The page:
Glow in the dark Jello shots (or larger party centerpieces made in a Bundt pan) are an essential party trick that’s part science project, part Halloween decor, part nifty excuse to knock back some gin and tonic in unique form under black lights. Here’s how to make them.
Glow in the Dark Jello
- Quick Glance
- 25 M
- 11 H, 35 M
- Serves 14
Special Equipment: Fluorescent UV light; gelatin molds or Bundt pans of any size or shot glasses or anything you can think to use as a mold or just use a baking dish and some spooky-shaped cookie cutters
Cut the gelatin sheets into small pieces using scissors and place them in a large heatproof bowl. Pour 1 cup gin over the gelatin and let it rest until the gelatin starts to soften, about 10 minutes.
Place the bowl of boozy gelatin in the microwave and heat on high power for 1 1/2 minutes or place the bowl over but not touching a saucepan of simmering water. Stir until the gelatin has completely dissolved. Do not let the gelatin come to a boil. Remove from the heat.
Stir the remaining gin into the gelatin along with the lime or lemon juice. Then add the chilled tonic water, pouring it in as slowly and carefully as you can to keep it from fizzing. You want to lock in all those bubbles so they have a stunning effect in the Jello.
Slick your gelatin molds or shot glasses or whatever containers you intend to use with a paper towel soaked with vegetable oil. Pour the gin and tonic mixture—hold the mixture low to the molds and be sure to pour slowly and carefully to minimize bubbling—into your gelatin molds or glasses or even into a baking dish (you’ll later need to cut the Jello into cubes or shapes using a knife or spooky-shaped cookie cutters). Place in the fridge to set for about 6 hours.
Now’s the fun part. Serve it under a fluorescent UV light. The darker the atmosphere, the better the effect, so it’s best at night, with the lights turned out and the UV bulb as close to the Jellos as possible! Originally published October 28, 2011.
What Else You Need To Know About Glow In The Dark Jello Shots
- Glow in the dark Jello shots
This glow in the dark Jello works just as well in shot form as opposed to a single large mold, a fact that we can personally vouch for. You could also opt for teensy brioche molds, teacups, or, well, heck, just about anything will suffice.
- Glow in the dark Jello for teetotallers
Want to serve this specter of a spectacle to kids or teetotallers? The rather crazily creative author of the recipe swears it works just as well when made without the gin. Just substitute tonic water for the gin as noted in the recipe above.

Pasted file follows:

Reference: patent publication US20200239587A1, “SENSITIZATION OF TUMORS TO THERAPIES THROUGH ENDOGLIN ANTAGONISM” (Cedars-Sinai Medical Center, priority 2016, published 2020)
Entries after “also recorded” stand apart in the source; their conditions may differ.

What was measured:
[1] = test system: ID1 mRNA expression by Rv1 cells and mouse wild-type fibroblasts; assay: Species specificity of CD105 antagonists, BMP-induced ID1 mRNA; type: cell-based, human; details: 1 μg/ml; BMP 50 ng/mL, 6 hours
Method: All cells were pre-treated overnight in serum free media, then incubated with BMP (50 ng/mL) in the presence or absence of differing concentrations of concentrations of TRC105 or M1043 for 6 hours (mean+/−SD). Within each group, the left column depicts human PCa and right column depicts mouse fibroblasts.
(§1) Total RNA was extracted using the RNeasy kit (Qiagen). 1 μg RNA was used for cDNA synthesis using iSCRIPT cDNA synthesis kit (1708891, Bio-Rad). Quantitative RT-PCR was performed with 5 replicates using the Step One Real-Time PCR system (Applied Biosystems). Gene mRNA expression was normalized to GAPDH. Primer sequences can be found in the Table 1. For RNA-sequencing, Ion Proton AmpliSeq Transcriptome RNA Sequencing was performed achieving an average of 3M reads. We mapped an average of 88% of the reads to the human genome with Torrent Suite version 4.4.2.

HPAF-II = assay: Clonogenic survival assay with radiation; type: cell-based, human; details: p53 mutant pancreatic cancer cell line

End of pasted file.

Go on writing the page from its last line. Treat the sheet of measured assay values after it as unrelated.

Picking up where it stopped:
- What makes glow in the dark Jello glow
So why are they glowing that ghastly and ghostly pale blue color? The answer is that quinine—the bitter flavoring in tonic water—glows under a UV fluorescent light, which can easily be found at hardware stores or online. The author suggests, for sheer shock value, letting the gelatin sit on the table with the lights on without drawing undue attention. Then place your fluorescent bulb as close to the Jello as you can before you switch off the lights.
Recipe Testers' Reviews
My kids (ages 25 and 27) were totally jazzed about this glow in the dark Jello. Having their experience at making Jello shots behind me, I forged ahead. I split the recipe into 2 batches, since I don’t like gin, and they don’t like vodka. I followed the directions as written, and used lime juice for the vodka and lemon for the gin.
I poured the Jello into waxed Dixie cups, like the dentist uses, and allowed them to set. That way there’s no oily taste from the molds, and you just peel them back to eat.
After bringing them out on the deck, where everyone was standing by with black lights, I can say the kids and adults alike LOVED this one. The Jello shots not only glowed, they literally lit up the night. My husband has an industrial-size black light for his work, so we got to really see what these can do. Who needs outdoor lighting when you could almost read by the light these gave off? We all agreed the texture is good, but the alcohol with the tonic water makes for a little bitter aftertaste.
We all found that 2 cups of alcohol is overwhelming. I don’t drink often, so I thought that might be just me, but they all agreed. I only used 1 cup of gin in that batch, and they found it much more palatable. I will certainly do this one again, but will decrease the alcohol content and maybe add something to sweeten it to offset the bitterness. All in all, totally fun.